East Los Angeles College summer school turns away many students
Thousands of students descended on East Los Angeles College on Monday for the first day of summer session, but many of them walked away disappointed. Classroom spots were a hot commodity, and many students didn’t get one.
State funding cuts have forced many of California’s public colleges to severely reduce or cancel summer programs. Nowhere is the pressure felt more than in the state’s 112 community colleges, where overall enrollment and course offerings have plummeted to their lowest level in 15 years.
In the huge Los Angeles Community College District, East L.A. is the only one of nine campuses offering a full slate of courses — about 329 — and that is a reduction of about 30% from previous years. The campus this year gave priority registration to continuing East L.A. students but expected hundreds, if not thousands, of other students to try to enroll.
About 13,351 spots were available in all, and 13,000 of them had been filled before Monday, officials said.
The result: scenes like that in math instructor Myung Yun’s classroom, where about 90 students showed up at 7:20 a.m. to add the class that was already at its capacity of 45.
They included students like Gao Xin, an electrical engineering major who needed the course to transfer to a four-year university. Yun decided to hold a lottery for 10 more students, but Xin didn’t win a spot.
Xin said he now will probably have to wait another year to transfer.
“And tuition keeps going up, so by wasting time now I’m going to have to pay more in the future,” said Xin, 25.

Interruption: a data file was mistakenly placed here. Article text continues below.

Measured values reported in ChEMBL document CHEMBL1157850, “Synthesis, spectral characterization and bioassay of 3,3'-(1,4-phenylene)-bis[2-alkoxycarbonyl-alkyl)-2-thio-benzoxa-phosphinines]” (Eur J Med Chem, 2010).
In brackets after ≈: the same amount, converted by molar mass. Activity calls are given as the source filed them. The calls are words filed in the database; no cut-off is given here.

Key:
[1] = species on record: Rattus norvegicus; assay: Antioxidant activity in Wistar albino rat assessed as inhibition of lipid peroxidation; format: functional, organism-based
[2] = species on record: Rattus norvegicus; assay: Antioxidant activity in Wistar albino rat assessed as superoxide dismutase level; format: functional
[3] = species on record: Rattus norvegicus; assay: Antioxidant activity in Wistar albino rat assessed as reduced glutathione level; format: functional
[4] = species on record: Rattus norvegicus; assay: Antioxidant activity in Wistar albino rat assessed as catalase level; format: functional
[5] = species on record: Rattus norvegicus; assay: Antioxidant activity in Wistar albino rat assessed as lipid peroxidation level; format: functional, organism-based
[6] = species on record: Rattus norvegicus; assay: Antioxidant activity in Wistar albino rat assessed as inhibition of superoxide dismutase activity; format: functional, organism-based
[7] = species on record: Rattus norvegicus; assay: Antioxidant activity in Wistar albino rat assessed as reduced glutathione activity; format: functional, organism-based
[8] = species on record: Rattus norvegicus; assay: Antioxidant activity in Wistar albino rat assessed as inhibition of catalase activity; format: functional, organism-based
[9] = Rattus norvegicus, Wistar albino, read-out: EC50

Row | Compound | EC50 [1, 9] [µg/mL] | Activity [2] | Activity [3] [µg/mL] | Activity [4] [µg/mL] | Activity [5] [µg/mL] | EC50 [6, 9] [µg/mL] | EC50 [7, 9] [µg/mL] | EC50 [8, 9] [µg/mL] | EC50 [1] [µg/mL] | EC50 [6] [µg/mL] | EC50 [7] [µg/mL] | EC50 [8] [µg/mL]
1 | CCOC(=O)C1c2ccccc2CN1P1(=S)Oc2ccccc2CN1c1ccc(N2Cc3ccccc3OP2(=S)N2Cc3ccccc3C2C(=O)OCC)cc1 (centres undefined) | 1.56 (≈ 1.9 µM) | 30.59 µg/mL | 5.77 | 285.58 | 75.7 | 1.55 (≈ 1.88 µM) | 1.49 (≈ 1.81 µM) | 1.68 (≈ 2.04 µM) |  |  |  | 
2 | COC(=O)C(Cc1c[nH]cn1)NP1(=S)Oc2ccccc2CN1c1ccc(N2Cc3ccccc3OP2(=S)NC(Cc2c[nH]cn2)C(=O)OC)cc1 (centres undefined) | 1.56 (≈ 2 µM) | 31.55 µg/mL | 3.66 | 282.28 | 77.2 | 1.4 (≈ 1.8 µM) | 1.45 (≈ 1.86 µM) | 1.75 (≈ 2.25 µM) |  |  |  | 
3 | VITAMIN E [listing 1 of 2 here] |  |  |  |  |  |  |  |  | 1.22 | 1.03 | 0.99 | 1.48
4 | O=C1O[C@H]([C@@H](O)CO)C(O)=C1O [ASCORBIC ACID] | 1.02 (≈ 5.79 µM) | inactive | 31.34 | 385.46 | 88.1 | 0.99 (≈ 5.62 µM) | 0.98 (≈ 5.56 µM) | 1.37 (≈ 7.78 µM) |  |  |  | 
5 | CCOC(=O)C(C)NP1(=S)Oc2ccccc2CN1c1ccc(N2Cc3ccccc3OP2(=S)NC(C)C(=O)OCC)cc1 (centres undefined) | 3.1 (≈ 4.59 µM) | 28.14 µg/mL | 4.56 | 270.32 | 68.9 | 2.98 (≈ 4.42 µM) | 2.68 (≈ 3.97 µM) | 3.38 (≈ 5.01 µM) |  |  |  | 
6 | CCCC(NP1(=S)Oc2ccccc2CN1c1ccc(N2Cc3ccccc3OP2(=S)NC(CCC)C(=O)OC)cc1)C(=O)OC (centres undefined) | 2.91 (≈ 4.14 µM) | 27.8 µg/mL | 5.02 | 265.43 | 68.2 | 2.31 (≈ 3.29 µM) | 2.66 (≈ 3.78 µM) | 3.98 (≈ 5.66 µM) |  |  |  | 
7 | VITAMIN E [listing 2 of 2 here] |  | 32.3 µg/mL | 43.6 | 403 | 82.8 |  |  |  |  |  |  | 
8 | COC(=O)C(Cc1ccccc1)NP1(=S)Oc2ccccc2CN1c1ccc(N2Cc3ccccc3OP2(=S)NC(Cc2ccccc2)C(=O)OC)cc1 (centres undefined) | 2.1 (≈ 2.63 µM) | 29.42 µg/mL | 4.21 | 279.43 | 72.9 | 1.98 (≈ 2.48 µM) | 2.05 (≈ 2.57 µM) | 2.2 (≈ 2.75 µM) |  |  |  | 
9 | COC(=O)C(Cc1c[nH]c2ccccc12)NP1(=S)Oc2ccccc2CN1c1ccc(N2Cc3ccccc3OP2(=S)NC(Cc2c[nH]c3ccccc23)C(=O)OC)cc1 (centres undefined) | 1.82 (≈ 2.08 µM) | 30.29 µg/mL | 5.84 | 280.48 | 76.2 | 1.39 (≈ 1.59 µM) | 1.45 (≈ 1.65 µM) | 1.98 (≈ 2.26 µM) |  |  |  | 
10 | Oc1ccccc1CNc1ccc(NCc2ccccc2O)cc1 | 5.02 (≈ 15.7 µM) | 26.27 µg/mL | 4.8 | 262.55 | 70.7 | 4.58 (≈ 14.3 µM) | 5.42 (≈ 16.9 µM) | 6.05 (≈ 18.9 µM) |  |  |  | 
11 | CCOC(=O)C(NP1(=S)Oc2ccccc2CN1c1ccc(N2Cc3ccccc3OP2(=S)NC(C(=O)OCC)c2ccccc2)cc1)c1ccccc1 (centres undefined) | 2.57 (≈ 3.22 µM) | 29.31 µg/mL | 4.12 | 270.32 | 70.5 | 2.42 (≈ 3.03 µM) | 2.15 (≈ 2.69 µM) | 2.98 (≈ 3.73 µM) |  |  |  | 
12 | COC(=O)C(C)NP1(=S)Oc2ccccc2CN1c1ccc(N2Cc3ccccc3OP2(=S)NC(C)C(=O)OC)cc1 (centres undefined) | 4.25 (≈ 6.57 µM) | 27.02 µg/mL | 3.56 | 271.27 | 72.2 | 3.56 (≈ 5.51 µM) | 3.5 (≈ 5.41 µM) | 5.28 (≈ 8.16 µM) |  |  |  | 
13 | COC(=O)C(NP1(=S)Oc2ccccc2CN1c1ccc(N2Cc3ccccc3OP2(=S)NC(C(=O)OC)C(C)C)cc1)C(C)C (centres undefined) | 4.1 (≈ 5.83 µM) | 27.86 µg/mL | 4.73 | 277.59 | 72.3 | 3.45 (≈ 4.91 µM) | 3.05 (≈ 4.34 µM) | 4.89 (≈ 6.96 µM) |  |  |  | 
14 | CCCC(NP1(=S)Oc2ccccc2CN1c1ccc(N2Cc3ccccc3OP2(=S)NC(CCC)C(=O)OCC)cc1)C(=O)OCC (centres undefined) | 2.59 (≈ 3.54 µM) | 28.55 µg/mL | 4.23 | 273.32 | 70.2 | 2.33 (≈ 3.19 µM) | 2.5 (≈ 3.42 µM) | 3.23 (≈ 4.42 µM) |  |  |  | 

Cal State Long Beach student Joe Martinez needed a calculus class to maintain standing in his electrical engineering major. He had hoped to take the course at a community college because he doesn’t have the money for the much steeper state university summer fees.
“I passed all my prerequisite math courses and just needed the calculus,” said Martinez, 18, who will be a sophomore at the Long Beach campus. “I guess I did all of that for nothing.”
Tiffany Hee is a math teacher at Alliance Huntington Park College-Ready Academy High School, who hoped to take the calculus class as a refresher because she has been asked to teach Advanced Placement calculus at her school next year.
She offered to act as an unpaid teaching assistant in Yun’s class if he allowed more students in, to no avail.
“I saw the class in the schedule and it was early in the morning, so I didn’t expect 80 other people trying to get in; it’s kind of a shock,” said Hee, a Cal State L.A. graduate who has been teaching for a year. “I still have to teach the class, regardless, so if I can’t get in, I’ll study on my own.”
For teacher Yun, the throng of students was not unexpected. For two months he has been flooded with emails from students begging to be let in. But too large a class would hamper instruction, he said.
“I want to keep them all, but it’s not fair to all,” Yun said. “We need more money. We’re suffering.”
About 40 of the students later met with Richard Moyer, vice president for academic affairs, to vent their frustration over not being accommodated.
“This is a budget crisis, not something that we at this college have any control over,” Moyer told them.
In answer to a student’s question, Moyer said he was fearful that if Gov. Jerry Brown’s proposed tax initiative fails on the November ballot, the campus may not be able to offer any classes next summer.
“There is a huge demand of students and they want to accelerate their education,” Moyer said. “We think of ourselves as a year-round school, but financial pressures are making us put more focus on fall and spring schedules, and it’s setting students back.”
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